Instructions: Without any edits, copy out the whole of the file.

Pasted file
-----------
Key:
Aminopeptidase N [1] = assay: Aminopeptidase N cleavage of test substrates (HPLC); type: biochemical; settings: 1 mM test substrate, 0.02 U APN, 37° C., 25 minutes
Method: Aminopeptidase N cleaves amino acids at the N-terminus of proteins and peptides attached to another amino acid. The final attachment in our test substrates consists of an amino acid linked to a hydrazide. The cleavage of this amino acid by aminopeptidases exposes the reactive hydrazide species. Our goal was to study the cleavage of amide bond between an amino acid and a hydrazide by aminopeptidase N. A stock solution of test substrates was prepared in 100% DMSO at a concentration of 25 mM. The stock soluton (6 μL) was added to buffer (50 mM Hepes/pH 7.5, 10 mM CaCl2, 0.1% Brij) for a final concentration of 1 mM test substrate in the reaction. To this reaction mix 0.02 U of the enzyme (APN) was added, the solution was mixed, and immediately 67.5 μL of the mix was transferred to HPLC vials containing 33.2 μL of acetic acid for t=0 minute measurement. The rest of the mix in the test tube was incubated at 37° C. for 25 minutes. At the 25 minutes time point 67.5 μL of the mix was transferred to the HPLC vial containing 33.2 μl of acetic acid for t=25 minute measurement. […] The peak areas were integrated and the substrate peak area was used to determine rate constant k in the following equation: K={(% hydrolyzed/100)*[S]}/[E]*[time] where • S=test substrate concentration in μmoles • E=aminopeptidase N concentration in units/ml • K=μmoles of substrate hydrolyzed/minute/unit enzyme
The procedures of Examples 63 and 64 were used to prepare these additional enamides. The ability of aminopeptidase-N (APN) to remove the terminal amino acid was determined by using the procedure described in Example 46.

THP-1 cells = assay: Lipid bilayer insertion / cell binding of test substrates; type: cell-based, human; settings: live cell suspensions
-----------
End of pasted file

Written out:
Key:
Aminopeptidase N [1] = assay: Aminopeptidase N cleavage of test substrates (HPLC); type: biochemical; settings: 1 mM test substrate, 0.02 U APN, 37° C., 25 minutes
Method: Aminopeptidase N cleaves amino acids at the N-terminus of proteins and peptides attached to another amino acid. The final attachment in our test substrates consists of an amino acid linked to a hydrazide. The cleavage of this amino acid by aminopeptidases exposes the reactive hydrazide species. Our goal was to study the cleavage of amide bond between an amino acid and a hydrazide by aminopeptidase N. A stock solution of test substrates was prepared in 100% DMSO at a concentration of 25 mM. The stock soluton (6 μL) was added to buffer (50 mM Hepes/pH 7.5, 10 mM CaCl2, 0.1% Brij) for a final concentration of 1 mM test substrate in the reaction. To this reaction mix 0.02 U of the enzyme (APN) was added, the solution was mixed, and immediately 67.5 μL of the mix was transferred to HPLC vials containing 33.2 μL of acetic acid for t=0 minute measurement. The rest of the mix in the test tube was incubated at 37° C. for 25 minutes. At the 25 minutes time point 67.5 μL of the mix was transferred to the HPLC vial containing 33.2 μl of acetic acid for t=25 minute measurement. […] The peak areas were integrated and the substrate peak area was used to determine rate constant k in the following equation: K={(% hydrolyzed/100)*[S]}/[E]*[time] where • S=test substrate concentration in μmoles • E=aminopeptidase N concentration in units/ml • K=μmoles of substrate hydrolyzed/minute/unit enzyme
The procedures of Examples 63 and 64 were used to prepare these additional enamides. The ability of aminopeptidase-N (APN) to remove the terminal amino acid was determined by using the procedure described in Example 46.

THP-1 cells = assay: Lipid bilayer insertion / cell binding of test substrates; type: cell-based, human; settings: live cell suspensions